Chapter

Universals: Laws Grounded in Nature

Bas C. van Fraassen

in Laws and Symmetry

Published in print November 1989 | ISBN: 9780198248606
Published online November 2003 | e-ISBN: 9780191597459 | DOI: http://dx.doi.org/10.1093/0198248601.003.0005

Series: Clarendon Paperbacks

 Universals: Laws Grounded in Nature

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Universals accounts of laws of nature begin with a robust anti‐nominalism: there are real properties and relations that are to be distinguished from sets or arbitrary classifications. Those real entities are then drawn on to provide a concept of laws operative in nature. Accounts of this sort here critically examined include those of Fred Dretske, Michael Tooley, and David Armstrong. These accounts display most saliently the impossibility of a simultaneous metaphysical solution to the joint problems of inference and of identification. Special attention is given to the failures of David Armstrong's account of probabilistic laws and of Michael Tooley's concept of probability inspired by Rudolf Carnap's views.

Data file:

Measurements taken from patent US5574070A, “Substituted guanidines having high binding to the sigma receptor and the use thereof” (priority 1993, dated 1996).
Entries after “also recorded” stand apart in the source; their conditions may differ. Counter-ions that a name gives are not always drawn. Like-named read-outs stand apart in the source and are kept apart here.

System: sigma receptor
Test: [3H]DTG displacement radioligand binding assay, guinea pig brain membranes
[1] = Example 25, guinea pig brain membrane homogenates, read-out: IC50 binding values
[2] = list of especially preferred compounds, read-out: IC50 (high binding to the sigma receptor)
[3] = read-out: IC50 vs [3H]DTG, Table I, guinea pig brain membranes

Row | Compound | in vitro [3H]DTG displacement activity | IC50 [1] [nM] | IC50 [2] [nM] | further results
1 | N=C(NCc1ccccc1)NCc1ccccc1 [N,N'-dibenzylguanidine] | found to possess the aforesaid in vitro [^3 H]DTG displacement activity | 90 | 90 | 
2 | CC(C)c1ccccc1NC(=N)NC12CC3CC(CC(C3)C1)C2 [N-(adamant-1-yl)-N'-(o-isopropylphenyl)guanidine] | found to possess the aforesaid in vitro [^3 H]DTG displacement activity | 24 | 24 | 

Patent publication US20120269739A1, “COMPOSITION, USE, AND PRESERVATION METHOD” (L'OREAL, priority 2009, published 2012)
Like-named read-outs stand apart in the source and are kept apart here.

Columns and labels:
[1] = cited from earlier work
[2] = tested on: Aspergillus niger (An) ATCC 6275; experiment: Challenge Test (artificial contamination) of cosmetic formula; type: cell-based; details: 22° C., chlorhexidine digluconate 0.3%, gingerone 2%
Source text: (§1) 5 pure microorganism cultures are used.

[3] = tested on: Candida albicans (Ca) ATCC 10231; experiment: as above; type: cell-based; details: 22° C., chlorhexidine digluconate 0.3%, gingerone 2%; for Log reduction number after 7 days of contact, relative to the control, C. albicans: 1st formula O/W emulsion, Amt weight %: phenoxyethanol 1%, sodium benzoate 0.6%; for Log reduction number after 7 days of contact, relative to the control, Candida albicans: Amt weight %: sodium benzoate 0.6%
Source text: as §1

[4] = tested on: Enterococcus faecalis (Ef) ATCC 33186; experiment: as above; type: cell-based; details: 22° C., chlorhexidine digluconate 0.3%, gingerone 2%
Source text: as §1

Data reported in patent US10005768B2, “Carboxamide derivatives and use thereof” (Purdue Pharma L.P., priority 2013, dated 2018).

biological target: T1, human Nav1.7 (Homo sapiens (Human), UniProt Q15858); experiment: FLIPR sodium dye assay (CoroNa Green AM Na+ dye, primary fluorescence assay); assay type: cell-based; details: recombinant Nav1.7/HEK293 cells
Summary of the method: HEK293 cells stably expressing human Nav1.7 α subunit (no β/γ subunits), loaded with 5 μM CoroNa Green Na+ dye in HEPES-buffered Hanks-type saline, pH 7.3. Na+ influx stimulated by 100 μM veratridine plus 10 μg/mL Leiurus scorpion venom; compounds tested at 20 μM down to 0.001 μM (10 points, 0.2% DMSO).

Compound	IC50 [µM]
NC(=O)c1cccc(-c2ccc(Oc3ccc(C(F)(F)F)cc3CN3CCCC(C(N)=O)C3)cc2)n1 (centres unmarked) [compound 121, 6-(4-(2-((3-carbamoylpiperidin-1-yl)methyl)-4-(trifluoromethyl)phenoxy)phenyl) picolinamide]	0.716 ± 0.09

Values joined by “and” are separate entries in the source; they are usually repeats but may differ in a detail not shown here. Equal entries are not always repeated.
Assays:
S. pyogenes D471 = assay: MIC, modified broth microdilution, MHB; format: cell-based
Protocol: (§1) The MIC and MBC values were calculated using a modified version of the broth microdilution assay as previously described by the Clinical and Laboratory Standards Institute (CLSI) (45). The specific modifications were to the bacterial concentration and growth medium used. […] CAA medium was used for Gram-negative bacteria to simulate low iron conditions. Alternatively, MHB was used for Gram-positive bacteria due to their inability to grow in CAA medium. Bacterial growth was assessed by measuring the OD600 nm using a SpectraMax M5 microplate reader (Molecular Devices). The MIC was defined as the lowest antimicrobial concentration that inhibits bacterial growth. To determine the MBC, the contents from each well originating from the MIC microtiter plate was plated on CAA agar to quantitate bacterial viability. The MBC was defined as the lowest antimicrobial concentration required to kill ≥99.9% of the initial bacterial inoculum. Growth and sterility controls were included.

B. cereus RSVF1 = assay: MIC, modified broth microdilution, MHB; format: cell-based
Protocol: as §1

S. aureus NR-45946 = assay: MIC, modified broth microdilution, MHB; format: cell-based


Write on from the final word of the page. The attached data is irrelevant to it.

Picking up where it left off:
Keywords: anti‐nominalism; David Armstrong; Rudolf Carnap; chance; Fred Dretske; probability; properties; Michael Tooley; universals

Chapter.  14511 words. 

Subjects: Philosophy of Science

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